Georgetown coach John Thompson woke up yesterday morning in Loretto, Pa., with the taste of the previous night's defeat to St. Francis College still in his mouth, like an old sweat sock.

He'd never do that again, he vowed - never schedule an "inconvenient, distracting game" on the road just 48 hours before the ECAC Southern Division playoff.

Thompson looked out the motel window - snow.

Just what he needed: to get snowed into Loretto when he only had a matter of hours to prepare his team for powerful Old Dominion tonight at 8 p.m. at McDonough Gym.

At the airport he could only get 10 players in the regularly scheduled flight to D.C. Five players were going to have to come back in a five-seat-aircraft.

Who to put in the glorified crop duster?

"Ball-handlers in the little plane, ordered Thompson. "We gotta save our rebounders for Old Dominion."

It would be impossible for Georgetown to take the 24-2 Monarchs of Old Dominion more seriously than they do.

"They're like we were a few years ago," said Thompson "People said, 'Who's Georgetown?' back then. Now they say, 'Who's Old Dominion?'

"Well, we know who they are. They remind us of Holy Cross, but with a better center." (The Hoyas beat Holy Cross.)

That center is 6-9 Wilson Washington - 18-1 points, 11 rebounds a game and a 60.9 shooting percentage. "He was one of the few juniors invited to the Olympic trials last year," said Thompson. "He makes me wish I had game."

As if Wilson were not enough, ODU's 6-7 freshman forward Ronnie Valentine scores 22 a game with 9.3 rebounds "The night I scouted them," said Thompson. "Valentine had 38 points and six dunks. He wasn't the worst player I ever saw."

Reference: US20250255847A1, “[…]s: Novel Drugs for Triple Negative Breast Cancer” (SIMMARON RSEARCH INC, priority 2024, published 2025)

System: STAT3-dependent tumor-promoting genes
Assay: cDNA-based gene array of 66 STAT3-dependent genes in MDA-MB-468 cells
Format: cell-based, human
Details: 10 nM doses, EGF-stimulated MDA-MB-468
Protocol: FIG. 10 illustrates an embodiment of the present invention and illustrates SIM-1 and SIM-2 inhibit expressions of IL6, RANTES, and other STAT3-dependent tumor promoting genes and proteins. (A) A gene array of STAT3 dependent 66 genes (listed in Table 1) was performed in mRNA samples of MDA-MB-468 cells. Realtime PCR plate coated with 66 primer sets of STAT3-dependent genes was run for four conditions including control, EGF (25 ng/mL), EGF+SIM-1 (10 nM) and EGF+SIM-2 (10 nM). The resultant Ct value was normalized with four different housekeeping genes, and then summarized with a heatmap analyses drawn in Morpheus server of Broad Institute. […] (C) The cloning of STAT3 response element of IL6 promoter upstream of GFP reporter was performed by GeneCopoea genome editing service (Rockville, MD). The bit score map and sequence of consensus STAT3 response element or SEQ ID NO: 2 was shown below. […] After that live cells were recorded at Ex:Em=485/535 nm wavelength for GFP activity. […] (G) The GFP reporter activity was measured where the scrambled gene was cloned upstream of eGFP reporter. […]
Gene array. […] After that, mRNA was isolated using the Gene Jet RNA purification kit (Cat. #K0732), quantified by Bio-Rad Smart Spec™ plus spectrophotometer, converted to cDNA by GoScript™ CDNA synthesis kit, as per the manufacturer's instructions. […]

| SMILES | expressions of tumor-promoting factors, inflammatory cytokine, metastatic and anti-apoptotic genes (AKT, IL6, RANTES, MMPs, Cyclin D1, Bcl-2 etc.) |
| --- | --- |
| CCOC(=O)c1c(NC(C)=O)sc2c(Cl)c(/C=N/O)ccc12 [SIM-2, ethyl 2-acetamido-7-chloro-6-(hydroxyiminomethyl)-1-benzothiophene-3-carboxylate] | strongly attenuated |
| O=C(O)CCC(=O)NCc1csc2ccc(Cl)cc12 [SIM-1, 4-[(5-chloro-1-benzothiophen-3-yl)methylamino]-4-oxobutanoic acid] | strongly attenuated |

In short, GU can be glad it was awared the home court advantage by an ECAC committee on the nebulous basis of "overall record and strength of schedule."

"I won't say I was disappointed that we got it," said Thompson, whose 19-7 team is 12-1 at home. "We've come out on the short end of a lot of political decisions in my five years here. I've always said I prefer a neutral court for playoff games, but if there had to be a home team, I'm glad it's us."

Certainly GU fans, who have seen their team shipped as far away as Arizona for first-round NCAA tournsment play, felt it was about time they got a last laugh.

Old Dominion, however, wasn't grinning yesterday. "We were disappointed in Sunday's decision," said ODU athletic director James Jarrett. "Of course it's subjective as hell. Strength of schedule. Who knows? We've won 21 in a row and we obviously disagree. Our fans naturally think we were robbed.

"We know we're the new kid on the block (in Division I) and we didn't expect any favors," said Jarrett. "And we didn't get any. I just wish they'd played St. Francis one day sooner. They're our one common opponent. We beat the Red Flash by 24; Geogetown lost by seven."

The Monarch's piqued fans - 1,300 of them - bought up the school's allotment of tickets in 90 minutes yesterday.

The Georgetown gym and the Georgetown team that will meet the Monarchs will both be a full strength. "I hope the fire marshal doesn't show up at the game," said a GU official. "We may sell more standing room tickets than seats."

All five of the players that Thompson held out, or rest rained, in the perfunctory game against St. Francis, will play tonight, though John Duren, Craig Shelton, Larry Long and Gary Wilson are all favoring a variety of sore ankles and knees.

"We save our energies and protect our injured players all year just to point for these tournament games," said Thompson. "Tomorrow is the whole world for us . . . Now we'll find out if we're as good as we were the last two years."